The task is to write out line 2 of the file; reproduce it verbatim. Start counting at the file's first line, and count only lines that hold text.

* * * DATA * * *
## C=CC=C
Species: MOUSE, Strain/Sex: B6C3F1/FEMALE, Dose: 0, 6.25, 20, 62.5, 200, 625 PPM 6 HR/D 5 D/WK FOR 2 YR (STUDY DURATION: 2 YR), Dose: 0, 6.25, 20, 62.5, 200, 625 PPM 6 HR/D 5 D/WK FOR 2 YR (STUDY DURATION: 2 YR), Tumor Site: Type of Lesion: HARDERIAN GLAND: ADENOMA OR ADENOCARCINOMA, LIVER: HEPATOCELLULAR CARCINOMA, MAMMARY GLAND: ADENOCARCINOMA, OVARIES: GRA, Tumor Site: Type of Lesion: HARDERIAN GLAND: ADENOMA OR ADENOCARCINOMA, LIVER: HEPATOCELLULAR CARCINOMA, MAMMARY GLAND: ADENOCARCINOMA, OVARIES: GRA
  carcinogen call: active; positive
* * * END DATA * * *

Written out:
Species: MOUSE, Strain/Sex: B6C3F1/FEMALE, Dose: 0, 6.25, 20, 62.5, 200, 625 PPM 6 HR/D 5 D/WK FOR 2 YR (STUDY DURATION: 2 YR), Dose: 0, 6.25, 20, 62.5, 200, 625 PPM 6 HR/D 5 D/WK FOR 2 YR (STUDY DURATION: 2 YR), Tumor Site: Type of Lesion: HARDERIAN GLAND: ADENOMA OR ADENOCARCINOMA, LIVER: HEPATOCELLULAR CARCINOMA, MAMMARY GLAND: ADENOCARCINOMA, OVARIES: GRA, Tumor Site: Type of Lesion: HARDERIAN GLAND: ADENOMA OR ADENOCARCINOMA, LIVER: HEPATOCELLULAR CARCINOMA, MAMMARY GLAND: ADENOCARCINOMA, OVARIES: GRA